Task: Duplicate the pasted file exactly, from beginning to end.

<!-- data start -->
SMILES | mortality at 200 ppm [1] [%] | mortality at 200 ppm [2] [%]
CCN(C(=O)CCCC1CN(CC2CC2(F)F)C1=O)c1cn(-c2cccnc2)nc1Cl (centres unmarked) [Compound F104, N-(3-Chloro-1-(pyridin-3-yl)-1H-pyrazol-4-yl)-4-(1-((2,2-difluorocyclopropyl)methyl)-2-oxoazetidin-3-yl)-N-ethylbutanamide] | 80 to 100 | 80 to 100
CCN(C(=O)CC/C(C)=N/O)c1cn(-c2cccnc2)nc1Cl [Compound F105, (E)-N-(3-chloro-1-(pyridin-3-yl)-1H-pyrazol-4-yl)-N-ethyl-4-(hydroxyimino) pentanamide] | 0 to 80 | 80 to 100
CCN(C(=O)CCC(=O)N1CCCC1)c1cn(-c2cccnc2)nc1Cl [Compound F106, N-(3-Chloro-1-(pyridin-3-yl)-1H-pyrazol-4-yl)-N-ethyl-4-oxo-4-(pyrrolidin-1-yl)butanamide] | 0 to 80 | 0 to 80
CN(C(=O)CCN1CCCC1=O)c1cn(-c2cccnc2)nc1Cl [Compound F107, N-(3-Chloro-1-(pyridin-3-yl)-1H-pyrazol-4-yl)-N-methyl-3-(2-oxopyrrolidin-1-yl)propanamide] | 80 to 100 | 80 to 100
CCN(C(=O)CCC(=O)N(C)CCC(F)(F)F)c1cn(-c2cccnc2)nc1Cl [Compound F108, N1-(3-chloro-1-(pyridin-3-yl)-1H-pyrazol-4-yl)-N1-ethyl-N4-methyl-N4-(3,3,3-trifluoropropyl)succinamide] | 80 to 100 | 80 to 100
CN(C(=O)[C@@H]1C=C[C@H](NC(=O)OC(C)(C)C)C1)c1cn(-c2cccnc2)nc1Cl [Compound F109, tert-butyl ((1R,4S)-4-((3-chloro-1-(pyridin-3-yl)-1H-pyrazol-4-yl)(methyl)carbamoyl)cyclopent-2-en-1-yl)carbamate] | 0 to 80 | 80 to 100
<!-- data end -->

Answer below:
SMILES | mortality at 200 ppm [1] [%] | mortality at 200 ppm [2] [%]
CCN(C(=O)CCCC1CN(CC2CC2(F)F)C1=O)c1cn(-c2cccnc2)nc1Cl (centres unmarked) [Compound F104, N-(3-Chloro-1-(pyridin-3-yl)-1H-pyrazol-4-yl)-4-(1-((2,2-difluorocyclopropyl)methyl)-2-oxoazetidin-3-yl)-N-ethylbutanamide] | 80 to 100 | 80 to 100
CCN(C(=O)CC/C(C)=N/O)c1cn(-c2cccnc2)nc1Cl [Compound F105, (E)-N-(3-chloro-1-(pyridin-3-yl)-1H-pyrazol-4-yl)-N-ethyl-4-(hydroxyimino) pentanamide] | 0 to 80 | 80 to 100
CCN(C(=O)CCC(=O)N1CCCC1)c1cn(-c2cccnc2)nc1Cl [Compound F106, N-(3-Chloro-1-(pyridin-3-yl)-1H-pyrazol-4-yl)-N-ethyl-4-oxo-4-(pyrrolidin-1-yl)butanamide] | 0 to 80 | 0 to 80
CN(C(=O)CCN1CCCC1=O)c1cn(-c2cccnc2)nc1Cl [Compound F107, N-(3-Chloro-1-(pyridin-3-yl)-1H-pyrazol-4-yl)-N-methyl-3-(2-oxopyrrolidin-1-yl)propanamide] | 80 to 100 | 80 to 100
CCN(C(=O)CCC(=O)N(C)CCC(F)(F)F)c1cn(-c2cccnc2)nc1Cl [Compound F108, N1-(3-chloro-1-(pyridin-3-yl)-1H-pyrazol-4-yl)-N1-ethyl-N4-methyl-N4-(3,3,3-trifluoropropyl)succinamide] | 80 to 100 | 80 to 100
CN(C(=O)[C@@H]1C=C[C@H](NC(=O)OC(C)(C)C)C1)c1cn(-c2cccnc2)nc1Cl [Compound F109, tert-butyl ((1R,4S)-4-((3-chloro-1-(pyridin-3-yl)-1H-pyrazol-4-yl)(methyl)carbamoyl)cyclopent-2-en-1-yl)carbamate] | 0 to 80 | 80 to 100